Not everyone has the internet, the point was also made that it is, by design, not competitive as to not compete with the private sector, again, it seems, we’re back to campaign finance.

    Thursday, September 15, 2011 at 10:56 am | Permalink
  6. starluna wrote:

    IK – thank you for explaining the underlying reasons for USPS’s debt situation. As usual, it’s Congress’ fault. While I do think it is a good idea to pay into pension and retiree health benefits in advance, 75 years is a bit extreme. I would need to know more about their retirement rules before even venturing a guess about what would be the best way to ensure benefits are paid for. But it does seem like Congress has set it up to fail.

    PatriotSgt – it seems like USPS would be a no-cost service if the kinds of rules that IK describes had not been imposed upon the service. I’m not clear on what your specific criticism is of the USPS. What hasn’t it adapted to that would make you call it an “aging dinosaur”?

    I can get stamps online, through the mail, and even at some ATMs. I can even pay for stamps online, print out the mailing label and tape it to my parcel. I can buy packaging materials online or at my local post office. I can request parcel pick up at my home, pay for it online, and get a chance to chat with my postman. I can even have stamps made with my own picture on it. I can request that parcels being sent to me be diverted to an alternate address. I can pick it parcels up by walking to the local USPS office (neither UPS nor FedEx will do this – I’ve asked and they don’t have warehouses in places with public transit access). What do UPS or FedEx do better or more “modern” that the USPS does not?

    Thursday, September 15, 2011 at 1:06 pm | Permalink
  7. PatriotSGT wrote:

    I agree actually with IK that congress has imposed rulle and regulation on it that put it into the mess it’s in currently. But, I don’t believe congress and the insinuation that reps in congress are intentiionally sending it south. Its clearly been bi-partisan meddling that has brought it to this point.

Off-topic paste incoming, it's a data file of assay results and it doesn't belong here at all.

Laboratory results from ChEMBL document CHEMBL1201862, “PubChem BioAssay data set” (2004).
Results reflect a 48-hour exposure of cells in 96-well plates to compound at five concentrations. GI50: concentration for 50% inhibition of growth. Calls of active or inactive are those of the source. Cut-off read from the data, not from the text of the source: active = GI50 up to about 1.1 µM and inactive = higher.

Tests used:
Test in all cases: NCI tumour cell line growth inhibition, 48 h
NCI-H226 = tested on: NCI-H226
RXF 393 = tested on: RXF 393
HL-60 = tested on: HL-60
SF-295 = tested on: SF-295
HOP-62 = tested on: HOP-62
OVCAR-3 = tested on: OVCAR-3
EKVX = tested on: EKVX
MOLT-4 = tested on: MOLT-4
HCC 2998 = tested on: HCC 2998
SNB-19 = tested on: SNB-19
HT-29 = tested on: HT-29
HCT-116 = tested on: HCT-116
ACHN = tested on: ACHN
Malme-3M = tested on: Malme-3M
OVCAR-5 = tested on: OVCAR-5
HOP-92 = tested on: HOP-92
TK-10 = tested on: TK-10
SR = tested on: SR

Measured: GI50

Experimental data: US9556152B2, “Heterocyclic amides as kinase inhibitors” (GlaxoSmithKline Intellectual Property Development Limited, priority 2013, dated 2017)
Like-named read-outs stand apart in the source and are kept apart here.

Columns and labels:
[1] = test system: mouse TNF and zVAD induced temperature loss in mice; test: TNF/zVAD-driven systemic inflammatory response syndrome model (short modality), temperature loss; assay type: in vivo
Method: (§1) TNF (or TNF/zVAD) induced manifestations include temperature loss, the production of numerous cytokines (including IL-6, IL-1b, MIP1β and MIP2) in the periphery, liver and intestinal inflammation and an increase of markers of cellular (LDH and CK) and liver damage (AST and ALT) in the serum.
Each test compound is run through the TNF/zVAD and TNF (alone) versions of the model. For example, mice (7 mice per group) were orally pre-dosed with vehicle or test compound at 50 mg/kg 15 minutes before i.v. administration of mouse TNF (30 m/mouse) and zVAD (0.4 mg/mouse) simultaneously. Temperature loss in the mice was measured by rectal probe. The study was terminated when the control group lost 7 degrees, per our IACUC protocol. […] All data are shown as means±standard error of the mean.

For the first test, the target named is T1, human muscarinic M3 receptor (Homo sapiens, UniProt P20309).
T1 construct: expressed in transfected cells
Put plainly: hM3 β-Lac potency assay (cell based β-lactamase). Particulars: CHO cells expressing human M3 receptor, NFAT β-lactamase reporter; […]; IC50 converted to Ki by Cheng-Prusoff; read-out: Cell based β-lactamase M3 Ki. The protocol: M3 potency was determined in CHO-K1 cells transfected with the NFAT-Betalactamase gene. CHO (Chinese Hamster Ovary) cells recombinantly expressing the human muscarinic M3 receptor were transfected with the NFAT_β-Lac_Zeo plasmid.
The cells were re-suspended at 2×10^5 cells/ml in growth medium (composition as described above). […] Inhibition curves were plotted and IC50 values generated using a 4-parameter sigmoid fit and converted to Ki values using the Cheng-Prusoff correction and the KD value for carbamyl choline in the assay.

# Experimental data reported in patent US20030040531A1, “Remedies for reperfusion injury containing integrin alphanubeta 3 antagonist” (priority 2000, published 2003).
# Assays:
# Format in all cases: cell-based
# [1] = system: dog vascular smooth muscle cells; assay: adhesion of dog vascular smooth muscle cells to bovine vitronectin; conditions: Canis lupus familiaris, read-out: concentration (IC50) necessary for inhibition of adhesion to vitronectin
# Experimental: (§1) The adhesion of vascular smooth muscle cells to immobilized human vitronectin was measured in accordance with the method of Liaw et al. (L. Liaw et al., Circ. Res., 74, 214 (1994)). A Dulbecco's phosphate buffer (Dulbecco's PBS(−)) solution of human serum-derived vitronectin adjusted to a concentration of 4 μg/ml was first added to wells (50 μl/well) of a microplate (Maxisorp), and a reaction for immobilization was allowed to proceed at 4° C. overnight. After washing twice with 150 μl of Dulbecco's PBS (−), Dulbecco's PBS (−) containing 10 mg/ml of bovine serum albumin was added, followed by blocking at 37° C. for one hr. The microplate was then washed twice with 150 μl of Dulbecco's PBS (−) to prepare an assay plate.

Like any money making enterprise profit or non, they have to make business decisions. The junk mail rule for one should be adjusted, also do we really need Saturday delivery? The service itself works wonderfully and it always amazes me how quickly they can get a letter or package from point A to B.

    I just don’t think there is any link to politics and a purposeful targeting of poor citizens.

    Thursday, September 15, 2011 at 1:54 pm | Permalink
  8. TENTHIRTYTWO wrote:

    So the service works wonderfully, and it amazes you how fast it runs. And it is also a poster child of why the government should not be doing it??

    Thursday, September 15, 2011 at 2:14 pm | Permalink
  9. PatriotSGT wrote:

    Come on, don’t become a Tea Partier and be defiant to anything someone else says now. :) The postal employees and system work fine, it’s broke however because of congressional meddling. They need to raise rates on certain types of mail, but can’t. They need to restructure how their pension system is funded, but aren’t allowed. It’s really not that hard to understand, is it?